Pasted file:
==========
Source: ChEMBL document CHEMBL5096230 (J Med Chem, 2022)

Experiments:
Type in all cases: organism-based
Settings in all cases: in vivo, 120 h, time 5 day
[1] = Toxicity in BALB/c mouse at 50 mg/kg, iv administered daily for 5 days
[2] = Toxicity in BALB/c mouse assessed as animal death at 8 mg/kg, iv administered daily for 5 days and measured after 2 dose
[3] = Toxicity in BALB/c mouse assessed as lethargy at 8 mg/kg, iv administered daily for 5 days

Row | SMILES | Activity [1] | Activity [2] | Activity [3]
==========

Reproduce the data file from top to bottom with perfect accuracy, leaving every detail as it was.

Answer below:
Source: ChEMBL document CHEMBL5096230 (J Med Chem, 2022)

Experiments:
Type in all cases: organism-based
Settings in all cases: in vivo, 120 h, time 5 day
[1] = Toxicity in BALB/c mouse at 50 mg/kg, iv administered daily for 5 days
[2] = Toxicity in BALB/c mouse assessed as animal death at 8 mg/kg, iv administered daily for 5 days and measured after 2 dose
[3] = Toxicity in BALB/c mouse assessed as lethargy at 8 mg/kg, iv administered daily for 5 days

Row | SMILES | Activity [1] | Activity [2] | Activity [3]